Meanwhile, Philippine Ambassador to the United States Jose L. Cuisia, Jr. said, “The Philippines Monday expressed its profound sorrow over the passing this afternoon of Sen. Daniel Inouye—its strongest champion in the United States Congress.
“Senator Inouye was more than just a friend of the Philippines. We grieve over his passing because the Filipino people have embraced him as one of their own.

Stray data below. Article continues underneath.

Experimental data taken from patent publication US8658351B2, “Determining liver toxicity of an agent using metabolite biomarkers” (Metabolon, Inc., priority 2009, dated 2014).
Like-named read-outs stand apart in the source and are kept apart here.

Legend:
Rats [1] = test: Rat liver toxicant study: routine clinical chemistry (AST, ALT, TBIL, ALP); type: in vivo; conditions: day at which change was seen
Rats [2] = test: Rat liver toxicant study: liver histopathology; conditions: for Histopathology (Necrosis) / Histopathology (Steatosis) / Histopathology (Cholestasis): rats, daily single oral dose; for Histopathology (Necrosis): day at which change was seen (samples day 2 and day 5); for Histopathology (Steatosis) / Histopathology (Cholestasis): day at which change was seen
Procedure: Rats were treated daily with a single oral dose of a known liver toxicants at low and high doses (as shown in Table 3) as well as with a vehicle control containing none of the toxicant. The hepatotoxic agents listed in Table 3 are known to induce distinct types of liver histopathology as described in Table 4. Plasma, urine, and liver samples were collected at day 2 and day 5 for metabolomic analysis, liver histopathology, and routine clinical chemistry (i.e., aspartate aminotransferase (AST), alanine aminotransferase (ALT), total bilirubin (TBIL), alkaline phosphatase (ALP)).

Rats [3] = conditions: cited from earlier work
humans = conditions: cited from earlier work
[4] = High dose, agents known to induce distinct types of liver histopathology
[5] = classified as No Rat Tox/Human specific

“Senator Inouye believed that the US has shortchanged the Philippines with its unfulfilled promise to Filipinos who were drafted in 1941 to serve alongside US soldiers in World War II and he wanted to make up for that.”
Senator Inouye was also the main sponsor of the Save Our Industries Act, a bill that will allow the export to the US of Philippine apparel made of American fabrics. This legislation aims to increase jobs and exports income for both countries. (firstname.lastname@example.org)
Photo of Sen. Daniel K. Inouye (Official Senate Photo)